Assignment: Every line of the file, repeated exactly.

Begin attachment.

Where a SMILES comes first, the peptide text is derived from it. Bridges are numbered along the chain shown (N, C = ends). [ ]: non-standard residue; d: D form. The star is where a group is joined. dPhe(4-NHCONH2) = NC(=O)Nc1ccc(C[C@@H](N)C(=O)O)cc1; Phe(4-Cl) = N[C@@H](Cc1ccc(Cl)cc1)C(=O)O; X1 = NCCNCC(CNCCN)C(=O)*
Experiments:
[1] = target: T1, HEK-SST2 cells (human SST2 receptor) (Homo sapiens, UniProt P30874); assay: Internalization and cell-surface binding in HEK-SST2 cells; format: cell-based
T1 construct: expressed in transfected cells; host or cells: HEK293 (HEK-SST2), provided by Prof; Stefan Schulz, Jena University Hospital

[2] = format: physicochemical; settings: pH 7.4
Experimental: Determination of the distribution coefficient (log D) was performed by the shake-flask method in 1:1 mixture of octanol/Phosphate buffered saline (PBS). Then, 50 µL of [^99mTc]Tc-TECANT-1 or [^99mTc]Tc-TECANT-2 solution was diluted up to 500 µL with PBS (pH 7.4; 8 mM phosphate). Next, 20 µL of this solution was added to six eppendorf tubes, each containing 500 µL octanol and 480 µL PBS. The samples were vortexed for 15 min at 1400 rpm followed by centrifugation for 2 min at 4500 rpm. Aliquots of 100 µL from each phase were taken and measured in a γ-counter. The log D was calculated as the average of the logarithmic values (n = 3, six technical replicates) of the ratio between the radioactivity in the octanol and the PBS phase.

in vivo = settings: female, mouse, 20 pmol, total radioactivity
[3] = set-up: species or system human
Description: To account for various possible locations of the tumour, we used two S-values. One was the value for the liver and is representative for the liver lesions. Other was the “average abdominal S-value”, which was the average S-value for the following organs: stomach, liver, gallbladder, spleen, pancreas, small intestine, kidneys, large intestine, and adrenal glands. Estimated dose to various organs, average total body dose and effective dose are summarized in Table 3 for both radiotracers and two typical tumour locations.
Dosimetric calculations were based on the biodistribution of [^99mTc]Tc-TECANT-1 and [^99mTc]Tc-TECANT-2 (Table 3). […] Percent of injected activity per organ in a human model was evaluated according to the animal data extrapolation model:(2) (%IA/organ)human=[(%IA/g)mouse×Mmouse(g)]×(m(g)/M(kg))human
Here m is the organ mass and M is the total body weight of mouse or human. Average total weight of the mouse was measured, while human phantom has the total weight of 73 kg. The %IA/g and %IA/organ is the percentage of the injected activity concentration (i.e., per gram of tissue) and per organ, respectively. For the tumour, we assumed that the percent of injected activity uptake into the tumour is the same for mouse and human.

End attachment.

Where a SMILES comes first, the peptide text is derived from it. Bridges are numbered along the chain shown (N, C = ends). [ ]: non-standard residue; d: D form. The star is where a group is joined. dPhe(4-NHCONH2) = NC(=O)Nc1ccc(C[C@@H](N)C(=O)O)cc1; Phe(4-Cl) = N[C@@H](Cc1ccc(Cl)cc1)C(=O)O; X1 = NCCNCC(CNCCN)C(=O)*
Experiments:
[1] = target: T1, HEK-SST2 cells (human SST2 receptor) (Homo sapiens, UniProt P30874); assay: Internalization and cell-surface binding in HEK-SST2 cells; format: cell-based
T1 construct: expressed in transfected cells; host or cells: HEK293 (HEK-SST2), provided by Prof; Stefan Schulz, Jena University Hospital

[2] = format: physicochemical; settings: pH 7.4
Experimental: Determination of the distribution coefficient (log D) was performed by the shake-flask method in 1:1 mixture of octanol/Phosphate buffered saline (PBS). Then, 50 µL of [^99mTc]Tc-TECANT-1 or [^99mTc]Tc-TECANT-2 solution was diluted up to 500 µL with PBS (pH 7.4; 8 mM phosphate). Next, 20 µL of this solution was added to six eppendorf tubes, each containing 500 µL octanol and 480 µL PBS. The samples were vortexed for 15 min at 1400 rpm followed by centrifugation for 2 min at 4500 rpm. Aliquots of 100 µL from each phase were taken and measured in a γ-counter. The log D was calculated as the average of the logarithmic values (n = 3, six technical replicates) of the ratio between the radioactivity in the octanol and the PBS phase.

in vivo = settings: female, mouse, 20 pmol, total radioactivity
[3] = set-up: species or system human
Description: To account for various possible locations of the tumour, we used two S-values. One was the value for the liver and is representative for the liver lesions. Other was the “average abdominal S-value”, which was the average S-value for the following organs: stomach, liver, gallbladder, spleen, pancreas, small intestine, kidneys, large intestine, and adrenal glands. Estimated dose to various organs, average total body dose and effective dose are summarized in Table 3 for both radiotracers and two typical tumour locations.
Dosimetric calculations were based on the biodistribution of [^99mTc]Tc-TECANT-1 and [^99mTc]Tc-TECANT-2 (Table 3). […] Percent of injected activity per organ in a human model was evaluated according to the animal data extrapolation model:(2) (%IA/organ)human=[(%IA/g)mouse×Mmouse(g)]×(m(g)/M(kg))human
Here m is the organ mass and M is the total body weight of mouse or human. Average total weight of the mouse was measured, while human phantom has the total weight of 73 kg. The %IA/g and %IA/organ is the percentage of the injected activity concentration (i.e., per gram of tissue) and per organ, respectively. For the tumour, we assumed that the percent of injected activity uptake into the tumour is the same for mouse and human.